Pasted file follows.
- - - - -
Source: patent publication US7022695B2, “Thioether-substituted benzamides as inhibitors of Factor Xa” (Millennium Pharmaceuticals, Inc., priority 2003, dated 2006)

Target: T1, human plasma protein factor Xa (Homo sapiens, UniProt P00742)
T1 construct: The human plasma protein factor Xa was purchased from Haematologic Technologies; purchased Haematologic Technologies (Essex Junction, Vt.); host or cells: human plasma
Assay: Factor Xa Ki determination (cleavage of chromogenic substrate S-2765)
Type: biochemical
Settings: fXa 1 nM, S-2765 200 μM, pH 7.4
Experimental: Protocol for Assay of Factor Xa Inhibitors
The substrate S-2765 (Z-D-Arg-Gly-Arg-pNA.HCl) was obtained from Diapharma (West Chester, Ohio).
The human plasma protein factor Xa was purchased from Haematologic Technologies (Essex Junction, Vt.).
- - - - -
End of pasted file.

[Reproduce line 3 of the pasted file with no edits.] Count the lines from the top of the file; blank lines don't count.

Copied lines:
T1 construct: The human plasma protein factor Xa was purchased from Haematologic Technologies; purchased Haematologic Technologies (Essex Junction, Vt.); host or cells: human plasma